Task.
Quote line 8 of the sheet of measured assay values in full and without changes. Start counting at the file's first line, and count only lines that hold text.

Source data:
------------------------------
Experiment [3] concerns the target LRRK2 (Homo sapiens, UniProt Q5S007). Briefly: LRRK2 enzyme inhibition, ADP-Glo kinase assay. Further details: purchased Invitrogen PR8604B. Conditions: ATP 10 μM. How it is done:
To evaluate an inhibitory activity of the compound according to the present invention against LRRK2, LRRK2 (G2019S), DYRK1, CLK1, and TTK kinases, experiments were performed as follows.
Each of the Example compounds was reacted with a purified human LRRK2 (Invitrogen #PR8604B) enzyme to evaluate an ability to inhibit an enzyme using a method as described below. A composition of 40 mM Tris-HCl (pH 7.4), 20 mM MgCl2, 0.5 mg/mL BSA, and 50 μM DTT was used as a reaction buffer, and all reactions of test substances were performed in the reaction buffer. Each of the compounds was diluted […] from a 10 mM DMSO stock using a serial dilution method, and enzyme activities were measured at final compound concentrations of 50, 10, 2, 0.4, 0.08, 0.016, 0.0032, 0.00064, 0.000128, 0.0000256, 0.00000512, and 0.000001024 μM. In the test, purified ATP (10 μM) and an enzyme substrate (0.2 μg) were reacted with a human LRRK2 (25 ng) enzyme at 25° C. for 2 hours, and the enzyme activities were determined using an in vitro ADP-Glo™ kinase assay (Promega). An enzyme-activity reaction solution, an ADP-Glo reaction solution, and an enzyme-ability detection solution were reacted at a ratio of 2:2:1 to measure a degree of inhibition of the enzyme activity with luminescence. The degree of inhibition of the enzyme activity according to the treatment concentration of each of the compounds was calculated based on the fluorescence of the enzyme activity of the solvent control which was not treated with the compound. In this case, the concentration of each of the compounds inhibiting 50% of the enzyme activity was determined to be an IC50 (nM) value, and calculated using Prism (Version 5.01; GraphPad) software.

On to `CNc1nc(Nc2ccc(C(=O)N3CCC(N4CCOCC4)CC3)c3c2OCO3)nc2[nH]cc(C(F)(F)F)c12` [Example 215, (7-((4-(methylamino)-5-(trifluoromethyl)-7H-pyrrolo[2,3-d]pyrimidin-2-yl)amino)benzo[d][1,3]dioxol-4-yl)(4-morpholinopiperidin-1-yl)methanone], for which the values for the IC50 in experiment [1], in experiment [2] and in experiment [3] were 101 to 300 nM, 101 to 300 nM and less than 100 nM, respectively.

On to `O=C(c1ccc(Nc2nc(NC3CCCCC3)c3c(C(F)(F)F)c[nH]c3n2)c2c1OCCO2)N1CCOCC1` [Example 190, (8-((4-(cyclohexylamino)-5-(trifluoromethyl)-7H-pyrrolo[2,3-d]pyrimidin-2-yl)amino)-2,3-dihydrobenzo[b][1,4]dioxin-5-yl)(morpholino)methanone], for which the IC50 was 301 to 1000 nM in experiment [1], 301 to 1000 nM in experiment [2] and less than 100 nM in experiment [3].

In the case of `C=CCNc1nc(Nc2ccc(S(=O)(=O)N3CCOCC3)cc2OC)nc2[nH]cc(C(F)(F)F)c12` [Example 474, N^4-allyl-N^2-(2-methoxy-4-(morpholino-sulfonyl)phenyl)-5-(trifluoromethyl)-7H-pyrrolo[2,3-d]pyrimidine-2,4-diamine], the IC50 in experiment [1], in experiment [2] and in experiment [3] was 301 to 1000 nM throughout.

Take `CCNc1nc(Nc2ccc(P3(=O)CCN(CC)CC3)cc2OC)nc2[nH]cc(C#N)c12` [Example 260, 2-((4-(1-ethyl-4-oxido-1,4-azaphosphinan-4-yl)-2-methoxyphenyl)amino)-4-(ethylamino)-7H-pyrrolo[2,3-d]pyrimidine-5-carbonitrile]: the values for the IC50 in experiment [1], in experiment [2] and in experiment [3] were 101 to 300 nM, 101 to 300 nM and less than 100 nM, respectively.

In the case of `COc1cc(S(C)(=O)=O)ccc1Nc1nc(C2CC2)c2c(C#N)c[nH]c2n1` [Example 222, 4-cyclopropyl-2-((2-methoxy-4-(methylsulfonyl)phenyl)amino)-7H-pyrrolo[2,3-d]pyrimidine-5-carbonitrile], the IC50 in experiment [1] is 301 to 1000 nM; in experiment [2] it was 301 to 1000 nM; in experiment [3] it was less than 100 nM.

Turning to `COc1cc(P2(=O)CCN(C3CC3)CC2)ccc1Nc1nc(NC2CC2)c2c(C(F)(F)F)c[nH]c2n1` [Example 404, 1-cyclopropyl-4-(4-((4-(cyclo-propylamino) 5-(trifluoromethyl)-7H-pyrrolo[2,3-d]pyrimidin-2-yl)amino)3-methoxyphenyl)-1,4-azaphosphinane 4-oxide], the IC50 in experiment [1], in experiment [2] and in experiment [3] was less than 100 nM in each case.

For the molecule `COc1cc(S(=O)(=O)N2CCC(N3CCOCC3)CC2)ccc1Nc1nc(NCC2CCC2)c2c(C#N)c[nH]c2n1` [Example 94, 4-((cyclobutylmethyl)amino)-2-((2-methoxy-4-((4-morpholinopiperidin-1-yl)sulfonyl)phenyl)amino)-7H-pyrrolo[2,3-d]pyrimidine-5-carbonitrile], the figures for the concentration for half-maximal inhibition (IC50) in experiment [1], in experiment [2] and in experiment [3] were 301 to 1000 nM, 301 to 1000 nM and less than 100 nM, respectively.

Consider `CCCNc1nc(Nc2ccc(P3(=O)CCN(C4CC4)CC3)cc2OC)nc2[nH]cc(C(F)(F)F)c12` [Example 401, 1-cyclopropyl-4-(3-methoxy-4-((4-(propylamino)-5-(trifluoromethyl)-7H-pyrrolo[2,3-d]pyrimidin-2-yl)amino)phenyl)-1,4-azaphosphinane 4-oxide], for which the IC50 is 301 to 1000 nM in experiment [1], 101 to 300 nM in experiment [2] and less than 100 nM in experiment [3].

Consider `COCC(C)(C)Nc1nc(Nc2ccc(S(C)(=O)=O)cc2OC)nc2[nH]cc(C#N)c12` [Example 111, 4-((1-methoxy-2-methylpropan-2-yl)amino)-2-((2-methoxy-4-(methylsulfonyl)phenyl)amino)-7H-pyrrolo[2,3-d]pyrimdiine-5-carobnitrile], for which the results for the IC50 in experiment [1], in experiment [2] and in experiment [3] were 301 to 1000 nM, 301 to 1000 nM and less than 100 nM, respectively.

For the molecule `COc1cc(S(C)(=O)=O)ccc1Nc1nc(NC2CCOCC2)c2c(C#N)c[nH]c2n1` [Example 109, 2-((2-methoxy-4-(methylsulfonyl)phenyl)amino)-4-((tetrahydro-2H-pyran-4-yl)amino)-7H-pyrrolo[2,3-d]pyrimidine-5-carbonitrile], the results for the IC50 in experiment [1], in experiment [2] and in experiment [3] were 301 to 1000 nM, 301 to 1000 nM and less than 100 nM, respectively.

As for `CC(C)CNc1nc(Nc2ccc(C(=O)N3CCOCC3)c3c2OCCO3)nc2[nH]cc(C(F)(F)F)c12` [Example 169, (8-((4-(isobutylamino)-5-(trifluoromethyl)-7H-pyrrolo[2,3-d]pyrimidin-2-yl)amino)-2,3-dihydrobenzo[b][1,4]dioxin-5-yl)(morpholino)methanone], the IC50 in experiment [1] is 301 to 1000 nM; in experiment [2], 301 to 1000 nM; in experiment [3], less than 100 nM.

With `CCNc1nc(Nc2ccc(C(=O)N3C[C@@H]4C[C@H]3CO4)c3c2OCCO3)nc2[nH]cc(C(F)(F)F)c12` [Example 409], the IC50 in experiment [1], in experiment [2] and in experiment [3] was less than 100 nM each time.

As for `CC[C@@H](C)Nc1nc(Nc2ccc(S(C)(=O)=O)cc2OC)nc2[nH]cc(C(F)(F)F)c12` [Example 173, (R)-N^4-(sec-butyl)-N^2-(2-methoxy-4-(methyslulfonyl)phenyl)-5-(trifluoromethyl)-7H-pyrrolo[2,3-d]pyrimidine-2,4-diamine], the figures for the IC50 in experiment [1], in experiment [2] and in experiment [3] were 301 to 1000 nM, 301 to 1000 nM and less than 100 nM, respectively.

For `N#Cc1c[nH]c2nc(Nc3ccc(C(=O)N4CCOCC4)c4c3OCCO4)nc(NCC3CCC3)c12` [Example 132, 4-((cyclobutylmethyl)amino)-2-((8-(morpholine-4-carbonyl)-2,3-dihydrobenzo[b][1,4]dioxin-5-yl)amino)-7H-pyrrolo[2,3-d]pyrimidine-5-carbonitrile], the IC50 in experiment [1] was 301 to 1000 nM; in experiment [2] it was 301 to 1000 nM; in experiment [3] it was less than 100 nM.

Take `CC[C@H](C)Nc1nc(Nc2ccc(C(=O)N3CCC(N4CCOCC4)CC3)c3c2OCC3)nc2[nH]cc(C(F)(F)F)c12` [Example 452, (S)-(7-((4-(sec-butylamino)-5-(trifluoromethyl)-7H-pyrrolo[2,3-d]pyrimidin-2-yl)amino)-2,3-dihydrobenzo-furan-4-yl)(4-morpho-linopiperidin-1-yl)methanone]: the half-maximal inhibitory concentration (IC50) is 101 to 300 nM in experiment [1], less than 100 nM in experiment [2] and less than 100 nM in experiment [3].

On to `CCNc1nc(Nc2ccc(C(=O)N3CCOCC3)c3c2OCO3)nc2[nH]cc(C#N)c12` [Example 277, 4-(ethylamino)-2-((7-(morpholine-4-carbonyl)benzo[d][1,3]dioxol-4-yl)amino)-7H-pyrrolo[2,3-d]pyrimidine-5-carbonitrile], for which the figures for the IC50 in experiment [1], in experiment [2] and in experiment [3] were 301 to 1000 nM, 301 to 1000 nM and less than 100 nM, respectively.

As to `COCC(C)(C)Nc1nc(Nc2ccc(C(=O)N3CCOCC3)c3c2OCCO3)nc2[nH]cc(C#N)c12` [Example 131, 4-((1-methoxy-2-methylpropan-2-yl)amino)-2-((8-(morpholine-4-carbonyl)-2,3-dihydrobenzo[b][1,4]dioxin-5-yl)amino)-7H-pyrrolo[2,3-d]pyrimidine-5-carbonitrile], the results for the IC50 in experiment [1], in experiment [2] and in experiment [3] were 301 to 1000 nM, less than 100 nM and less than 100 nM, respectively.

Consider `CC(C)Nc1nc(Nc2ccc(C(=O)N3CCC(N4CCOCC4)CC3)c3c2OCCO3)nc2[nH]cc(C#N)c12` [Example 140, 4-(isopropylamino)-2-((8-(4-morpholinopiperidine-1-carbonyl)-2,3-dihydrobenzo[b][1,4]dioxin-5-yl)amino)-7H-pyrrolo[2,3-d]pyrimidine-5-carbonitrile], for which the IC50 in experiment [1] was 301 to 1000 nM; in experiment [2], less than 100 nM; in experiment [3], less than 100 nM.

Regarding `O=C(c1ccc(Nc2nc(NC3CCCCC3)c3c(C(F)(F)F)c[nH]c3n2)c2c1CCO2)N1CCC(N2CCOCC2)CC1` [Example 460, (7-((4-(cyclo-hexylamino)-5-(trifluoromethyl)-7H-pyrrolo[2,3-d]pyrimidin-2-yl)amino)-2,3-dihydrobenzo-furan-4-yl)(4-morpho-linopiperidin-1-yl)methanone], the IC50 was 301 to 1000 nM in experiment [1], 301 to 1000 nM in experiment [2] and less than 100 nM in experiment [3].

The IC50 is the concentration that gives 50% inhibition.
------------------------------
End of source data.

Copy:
In the case of `COc1cc(S(C)(=O)=O)ccc1Nc1nc(C2CC2)c2c(C#N)c[nH]c2n1` [Example 222, 4-cyclopropyl-2-((2-methoxy-4-(methylsulfonyl)phenyl)amino)-7H-pyrrolo[2,3-d]pyrimidine-5-carbonitrile], the IC50 in experiment [1] is 301 to 1000 nM; in experiment [2] it was 301 to 1000 nM; in experiment [3] it was less than 100 nM.